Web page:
Chief executive of the Scotch Whisky Association Karen Betts explains why she thinks the Scottish 'water of life' is so special. 

Are you curious about Scotch whisky?

How much do you know about Scotland’s national drink? That it has been distilled for more than 500 years? That it’s the lifeblood of communities across rural Scotland?

That people all over the world have fallen in love with it and embraced it into their own cultures?

If you haven’t discovered Scotch yet, this is the year to do it.

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To my mind, Scotch is a wonderful product for three reasons: first, it is hugely varied. Whisky made on Islay is very distinct from whisky that comes from the Scottish Borders.

An eight-year-old whisky matured in an oak barrel that once held American bourbon is quite different to a 16-year-old matured in a sherry cask.

A whisky made by the sea is different to one made in the mountains. When blended, whiskies produce new, unique flavours all over again.

Whatever you choose, you can savour your Scotch many ways: neat, with water, ice, ginger wine, in a cocktail … Each experience will be singular, distinctive and quite different to the last.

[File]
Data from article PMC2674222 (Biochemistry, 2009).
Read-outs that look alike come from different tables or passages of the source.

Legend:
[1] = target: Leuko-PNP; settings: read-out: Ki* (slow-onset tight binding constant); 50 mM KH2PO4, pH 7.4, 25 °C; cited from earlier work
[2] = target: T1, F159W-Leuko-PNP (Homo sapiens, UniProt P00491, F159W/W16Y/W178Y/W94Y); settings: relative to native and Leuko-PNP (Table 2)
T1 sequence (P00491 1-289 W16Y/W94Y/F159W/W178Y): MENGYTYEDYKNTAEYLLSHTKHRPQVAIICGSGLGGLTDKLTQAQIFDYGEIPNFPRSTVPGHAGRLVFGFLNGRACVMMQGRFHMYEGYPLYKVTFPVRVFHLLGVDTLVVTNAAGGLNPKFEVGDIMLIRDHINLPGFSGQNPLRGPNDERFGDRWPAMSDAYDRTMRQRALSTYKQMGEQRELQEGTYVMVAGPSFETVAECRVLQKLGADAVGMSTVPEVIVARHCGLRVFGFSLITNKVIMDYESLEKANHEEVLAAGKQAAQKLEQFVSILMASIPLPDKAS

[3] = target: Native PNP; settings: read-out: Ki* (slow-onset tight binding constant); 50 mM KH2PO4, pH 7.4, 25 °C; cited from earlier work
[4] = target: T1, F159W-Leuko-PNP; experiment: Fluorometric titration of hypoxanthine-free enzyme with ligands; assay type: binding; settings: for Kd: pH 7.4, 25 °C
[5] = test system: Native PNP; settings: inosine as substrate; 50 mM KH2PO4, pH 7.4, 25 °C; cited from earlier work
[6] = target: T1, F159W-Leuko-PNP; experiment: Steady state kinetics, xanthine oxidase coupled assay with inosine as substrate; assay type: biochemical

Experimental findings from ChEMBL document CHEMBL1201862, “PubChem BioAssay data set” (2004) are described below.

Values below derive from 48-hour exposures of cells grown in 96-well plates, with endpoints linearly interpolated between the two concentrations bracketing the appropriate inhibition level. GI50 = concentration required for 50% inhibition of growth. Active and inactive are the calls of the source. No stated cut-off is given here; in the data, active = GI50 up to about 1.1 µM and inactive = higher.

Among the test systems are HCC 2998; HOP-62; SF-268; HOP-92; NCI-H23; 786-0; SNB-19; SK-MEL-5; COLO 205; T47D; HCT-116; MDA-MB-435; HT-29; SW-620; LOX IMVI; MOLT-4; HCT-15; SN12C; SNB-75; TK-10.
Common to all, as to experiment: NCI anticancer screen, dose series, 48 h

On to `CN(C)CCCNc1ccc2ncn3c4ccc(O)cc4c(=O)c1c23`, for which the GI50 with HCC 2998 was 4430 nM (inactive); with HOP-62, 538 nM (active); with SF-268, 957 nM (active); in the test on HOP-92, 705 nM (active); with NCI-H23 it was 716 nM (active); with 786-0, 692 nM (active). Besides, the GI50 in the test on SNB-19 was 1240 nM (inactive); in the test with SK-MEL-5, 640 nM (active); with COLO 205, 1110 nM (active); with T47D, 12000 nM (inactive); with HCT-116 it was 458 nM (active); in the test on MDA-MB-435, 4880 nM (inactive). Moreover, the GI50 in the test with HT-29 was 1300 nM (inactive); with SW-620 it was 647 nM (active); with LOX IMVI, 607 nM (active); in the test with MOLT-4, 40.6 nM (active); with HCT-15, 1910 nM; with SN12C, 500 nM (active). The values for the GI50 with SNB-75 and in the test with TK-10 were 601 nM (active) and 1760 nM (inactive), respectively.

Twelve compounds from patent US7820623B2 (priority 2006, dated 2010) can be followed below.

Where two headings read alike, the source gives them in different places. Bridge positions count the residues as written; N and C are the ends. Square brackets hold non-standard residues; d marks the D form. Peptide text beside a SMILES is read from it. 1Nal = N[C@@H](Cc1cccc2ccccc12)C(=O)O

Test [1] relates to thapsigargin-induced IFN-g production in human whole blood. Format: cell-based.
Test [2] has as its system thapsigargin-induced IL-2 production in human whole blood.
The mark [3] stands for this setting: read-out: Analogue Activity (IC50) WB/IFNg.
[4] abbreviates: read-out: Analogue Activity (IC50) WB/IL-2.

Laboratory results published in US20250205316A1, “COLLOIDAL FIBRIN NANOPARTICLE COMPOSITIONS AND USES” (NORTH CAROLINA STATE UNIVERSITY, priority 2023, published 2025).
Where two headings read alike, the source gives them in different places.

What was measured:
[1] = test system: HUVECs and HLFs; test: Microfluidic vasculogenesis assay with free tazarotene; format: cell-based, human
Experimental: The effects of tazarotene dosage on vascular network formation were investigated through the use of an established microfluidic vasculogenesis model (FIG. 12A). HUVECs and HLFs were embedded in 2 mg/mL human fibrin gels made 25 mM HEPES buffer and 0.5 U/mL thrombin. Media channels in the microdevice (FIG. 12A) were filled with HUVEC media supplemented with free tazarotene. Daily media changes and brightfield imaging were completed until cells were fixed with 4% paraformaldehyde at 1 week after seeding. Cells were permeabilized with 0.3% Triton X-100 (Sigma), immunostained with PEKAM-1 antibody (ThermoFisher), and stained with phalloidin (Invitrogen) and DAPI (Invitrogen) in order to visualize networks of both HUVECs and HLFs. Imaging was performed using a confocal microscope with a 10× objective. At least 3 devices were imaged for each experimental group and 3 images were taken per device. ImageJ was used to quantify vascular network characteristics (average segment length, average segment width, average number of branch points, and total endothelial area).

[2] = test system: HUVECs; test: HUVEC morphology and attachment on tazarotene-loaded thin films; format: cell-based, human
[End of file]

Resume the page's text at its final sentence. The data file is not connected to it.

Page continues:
For me, there is no one flavour, no one experience that is Scotch: the spirit’s diversity is its charm.

Secondly, Scotch is deeply rooted in Scotland, in our culture and our landscape, in glens, rivers, shorelines and mountains.

Scotch whisky depends on the natural environment; without it, there would be no Scotch.

We need water, cereals and yeast to make Scotch, and wood to mature new-make spirit in.

So it follows that we care deeply about sustainability: we know we need to look after our environment, protecting it for future generations and ensuring Scotch whisky’s own sustainability.

We have been investing in renewables and in other ways of reducing our carbon footprint for 10 years now, and we will be carbon-neutral by 2045.

We want Scotland’s national drink to be synonymous with both Scotland’s past and its future.

Thirdly, the way in which we make Scotch is timeless. Over time, technology has made our processes more efficient and our workplaces safer.

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But the essential ways in which we make Scotch whisky haven’t changed for hundreds of years.

Scotch is crafted slowly and carefully, often by generations of the same family. It is rooted in a distinct sense of place.

For me, visiting a distillery or a warehouse or a blending room is an antidote to today’s fast-paced, modern and globalised world. They are places in which time stands still.

So if you haven’t discovered Scotch yet, start to explore it this festive season. However you do it, it will be a fascinating journey. Slainte mhath!